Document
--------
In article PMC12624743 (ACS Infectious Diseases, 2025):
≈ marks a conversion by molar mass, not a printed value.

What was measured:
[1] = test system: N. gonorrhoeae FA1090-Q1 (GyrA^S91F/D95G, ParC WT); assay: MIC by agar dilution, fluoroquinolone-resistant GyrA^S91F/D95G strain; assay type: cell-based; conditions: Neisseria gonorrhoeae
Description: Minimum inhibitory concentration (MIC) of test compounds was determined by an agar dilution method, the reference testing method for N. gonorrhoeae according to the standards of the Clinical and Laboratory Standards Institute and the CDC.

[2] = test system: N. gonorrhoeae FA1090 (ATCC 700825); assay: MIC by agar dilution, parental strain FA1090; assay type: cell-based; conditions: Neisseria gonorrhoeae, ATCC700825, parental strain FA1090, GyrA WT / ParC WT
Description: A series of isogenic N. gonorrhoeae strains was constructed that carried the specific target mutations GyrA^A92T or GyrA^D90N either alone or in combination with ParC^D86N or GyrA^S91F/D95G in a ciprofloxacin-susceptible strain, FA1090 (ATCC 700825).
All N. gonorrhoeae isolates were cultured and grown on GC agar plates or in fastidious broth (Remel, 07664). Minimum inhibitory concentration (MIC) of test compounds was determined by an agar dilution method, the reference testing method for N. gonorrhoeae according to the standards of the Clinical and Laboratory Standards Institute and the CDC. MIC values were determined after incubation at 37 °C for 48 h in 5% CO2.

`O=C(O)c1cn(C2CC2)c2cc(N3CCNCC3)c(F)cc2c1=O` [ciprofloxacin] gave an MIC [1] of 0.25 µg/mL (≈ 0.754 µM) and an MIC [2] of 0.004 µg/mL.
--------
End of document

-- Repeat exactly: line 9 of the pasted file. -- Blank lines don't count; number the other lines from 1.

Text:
`O=C(O)c1cn(C2CC2)c2cc(N3CCNCC3)c(F)cc2c1=O` [ciprofloxacin] gave an MIC [1] of 0.25 µg/mL (≈ 0.754 µM) and an MIC [2] of 0.004 µg/mL.